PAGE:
Exhaustion and skater safety is also said to be the reason for the forfeit from the Sockit Wenches at Spokarnage 2014 this weekend. Elwood Bruise summed up the overall competition very well in his blog post from yesterday and shared some very thoughtful ideas for how future tournaments can potentially avoid similar outcomes. One of the biggest issues he discusses is the length of major competitions such as Spokarnage 2014, which featured 24 teams engaging in 34 half-bouts and nearly 10 full-length bouts:
I’ve been to enough double-elimination tournaments to know that, as the time goes on during the weekend, the tournament itself turns into more of a contest of attrition rather than a contest of skill and strategy. And I think that kind of proved itself today when the Sockit Wenches decided (quite wisely, in my opinion) to forfeit the championship bout to OPP […]
[…] Overall, the Wenches played 330 minutes worth of roller derby over three days. And that includes 240 minutes worth over a period of about 16 hours. And in order to win the championship, they would have had to play 120 more minutes worth of roller derby. Which would have given them a grand total of a whopping 450 minutes worth of roller derby over a 72 hour period had they played it all out.
For the Sockit Wenches or anyone else, that’s way too much. And I mean WAYYYYY too much.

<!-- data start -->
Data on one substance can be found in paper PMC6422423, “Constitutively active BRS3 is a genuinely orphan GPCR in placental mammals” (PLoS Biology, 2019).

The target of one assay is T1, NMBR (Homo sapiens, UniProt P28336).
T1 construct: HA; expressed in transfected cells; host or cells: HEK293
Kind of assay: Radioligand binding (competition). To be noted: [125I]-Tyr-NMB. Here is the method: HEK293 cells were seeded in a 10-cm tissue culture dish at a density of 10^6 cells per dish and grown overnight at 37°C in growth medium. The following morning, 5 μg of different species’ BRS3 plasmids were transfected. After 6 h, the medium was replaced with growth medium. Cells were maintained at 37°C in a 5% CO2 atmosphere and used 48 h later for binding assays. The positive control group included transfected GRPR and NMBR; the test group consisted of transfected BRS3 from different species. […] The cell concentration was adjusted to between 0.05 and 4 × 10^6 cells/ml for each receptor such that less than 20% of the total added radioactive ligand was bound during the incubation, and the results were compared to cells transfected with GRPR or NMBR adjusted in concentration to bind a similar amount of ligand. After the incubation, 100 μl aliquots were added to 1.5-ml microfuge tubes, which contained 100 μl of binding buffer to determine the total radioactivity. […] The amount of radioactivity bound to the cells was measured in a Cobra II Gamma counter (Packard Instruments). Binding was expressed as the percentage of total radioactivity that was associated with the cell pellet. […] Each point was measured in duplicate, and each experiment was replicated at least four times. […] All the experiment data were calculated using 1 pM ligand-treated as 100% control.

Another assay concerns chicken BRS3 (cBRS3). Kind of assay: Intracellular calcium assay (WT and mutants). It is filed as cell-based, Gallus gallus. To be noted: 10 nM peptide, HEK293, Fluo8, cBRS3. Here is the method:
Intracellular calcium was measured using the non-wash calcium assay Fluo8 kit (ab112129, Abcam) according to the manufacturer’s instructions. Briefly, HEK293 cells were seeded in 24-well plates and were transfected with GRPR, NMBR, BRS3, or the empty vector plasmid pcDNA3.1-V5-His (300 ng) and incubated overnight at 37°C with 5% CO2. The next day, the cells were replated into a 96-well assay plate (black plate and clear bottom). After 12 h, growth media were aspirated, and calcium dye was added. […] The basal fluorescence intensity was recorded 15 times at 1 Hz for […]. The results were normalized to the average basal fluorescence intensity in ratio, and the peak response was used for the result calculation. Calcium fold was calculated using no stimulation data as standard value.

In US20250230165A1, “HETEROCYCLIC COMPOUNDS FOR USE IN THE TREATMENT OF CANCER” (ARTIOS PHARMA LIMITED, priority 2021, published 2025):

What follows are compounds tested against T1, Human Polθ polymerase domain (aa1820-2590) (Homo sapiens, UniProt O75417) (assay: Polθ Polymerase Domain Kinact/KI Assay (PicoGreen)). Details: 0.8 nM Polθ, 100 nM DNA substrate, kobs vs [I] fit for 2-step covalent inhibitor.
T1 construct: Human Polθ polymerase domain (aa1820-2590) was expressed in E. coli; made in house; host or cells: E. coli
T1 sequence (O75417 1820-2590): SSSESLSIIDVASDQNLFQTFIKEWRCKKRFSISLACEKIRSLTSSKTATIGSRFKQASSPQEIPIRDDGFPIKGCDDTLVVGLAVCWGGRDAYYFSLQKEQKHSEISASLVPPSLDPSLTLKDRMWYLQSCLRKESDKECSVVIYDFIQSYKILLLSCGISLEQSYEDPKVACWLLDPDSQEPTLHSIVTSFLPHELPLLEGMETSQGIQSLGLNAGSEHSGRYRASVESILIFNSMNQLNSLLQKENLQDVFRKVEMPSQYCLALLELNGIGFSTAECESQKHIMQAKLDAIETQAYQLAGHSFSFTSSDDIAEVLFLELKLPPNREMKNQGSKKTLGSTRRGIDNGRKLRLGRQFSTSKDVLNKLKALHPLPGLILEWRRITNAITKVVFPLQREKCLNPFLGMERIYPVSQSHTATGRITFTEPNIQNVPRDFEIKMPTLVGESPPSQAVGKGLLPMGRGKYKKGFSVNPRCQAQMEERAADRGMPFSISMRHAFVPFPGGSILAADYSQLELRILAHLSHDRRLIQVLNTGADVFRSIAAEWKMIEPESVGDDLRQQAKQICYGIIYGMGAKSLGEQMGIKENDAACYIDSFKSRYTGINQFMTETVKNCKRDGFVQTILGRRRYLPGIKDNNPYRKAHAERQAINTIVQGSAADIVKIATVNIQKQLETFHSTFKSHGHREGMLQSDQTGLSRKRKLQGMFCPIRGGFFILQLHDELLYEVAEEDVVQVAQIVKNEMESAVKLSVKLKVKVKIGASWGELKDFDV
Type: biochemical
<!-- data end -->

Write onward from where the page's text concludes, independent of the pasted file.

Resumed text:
– Elwood Bruise, Spokarnage 2014; some of Elwood’s takes
Personally, I completely agree with Bruise’s take on the play time for some teams at Spokarnage being way too much. I also like some of his suggestions for healthy changes that can be made to Spokarnage’s tournament structure, however, I would like to add that I think even just extending the event by another day would make for a BIG difference. There was a ridiculous amount of half-bouts and full-bouts packed into that 72 hour period. Having another day to spread those out would allow for much more rest time for not only the competing teams, but also for the officials, some of whom I am sure were out on the track for even longer than many of the athletes. Alternatively, cut back on the amount of teams involved. More teams doesn’t always mean better roller derby, especially once everyone is feeling exhausted from all of the intense play. Even just going down to 20 competing teams makes a huge difference. The difference between a 20 team double elimination tournament and a 24 team double elimination tournament is quite noticeable when you compare this: